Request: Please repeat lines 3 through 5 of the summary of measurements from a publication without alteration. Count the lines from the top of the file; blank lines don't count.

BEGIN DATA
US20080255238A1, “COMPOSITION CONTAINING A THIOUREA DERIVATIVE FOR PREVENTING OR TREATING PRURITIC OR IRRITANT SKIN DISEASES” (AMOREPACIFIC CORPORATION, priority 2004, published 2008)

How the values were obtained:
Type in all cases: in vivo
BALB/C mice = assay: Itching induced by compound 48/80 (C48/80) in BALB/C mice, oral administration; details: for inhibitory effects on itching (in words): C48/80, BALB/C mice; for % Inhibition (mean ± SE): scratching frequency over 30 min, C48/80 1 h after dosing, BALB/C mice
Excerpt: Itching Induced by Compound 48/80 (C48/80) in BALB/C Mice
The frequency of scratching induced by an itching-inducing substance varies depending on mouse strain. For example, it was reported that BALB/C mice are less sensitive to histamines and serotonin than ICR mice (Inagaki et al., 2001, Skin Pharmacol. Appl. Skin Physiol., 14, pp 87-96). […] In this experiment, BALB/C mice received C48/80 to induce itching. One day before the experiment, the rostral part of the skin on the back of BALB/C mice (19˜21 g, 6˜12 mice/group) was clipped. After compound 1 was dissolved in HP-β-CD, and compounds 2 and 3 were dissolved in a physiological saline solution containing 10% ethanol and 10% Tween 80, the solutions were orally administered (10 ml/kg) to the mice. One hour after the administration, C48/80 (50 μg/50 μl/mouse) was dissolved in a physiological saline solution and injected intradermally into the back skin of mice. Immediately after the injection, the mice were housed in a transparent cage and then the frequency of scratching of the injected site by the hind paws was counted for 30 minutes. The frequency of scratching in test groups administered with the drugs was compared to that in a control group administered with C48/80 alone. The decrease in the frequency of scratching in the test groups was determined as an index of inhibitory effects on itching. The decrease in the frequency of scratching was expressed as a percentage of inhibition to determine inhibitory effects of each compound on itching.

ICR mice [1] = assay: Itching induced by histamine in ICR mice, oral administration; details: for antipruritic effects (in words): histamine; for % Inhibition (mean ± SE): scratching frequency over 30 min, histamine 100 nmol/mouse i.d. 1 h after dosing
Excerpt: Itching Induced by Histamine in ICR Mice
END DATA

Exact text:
Type in all cases: in vivo
BALB/C mice = assay: Itching induced by compound 48/80 (C48/80) in BALB/C mice, oral administration; details: for inhibitory effects on itching (in words): C48/80, BALB/C mice; for % Inhibition (mean ± SE): scratching frequency over 30 min, C48/80 1 h after dosing, BALB/C mice
Excerpt: Itching Induced by Compound 48/80 (C48/80) in BALB/C Mice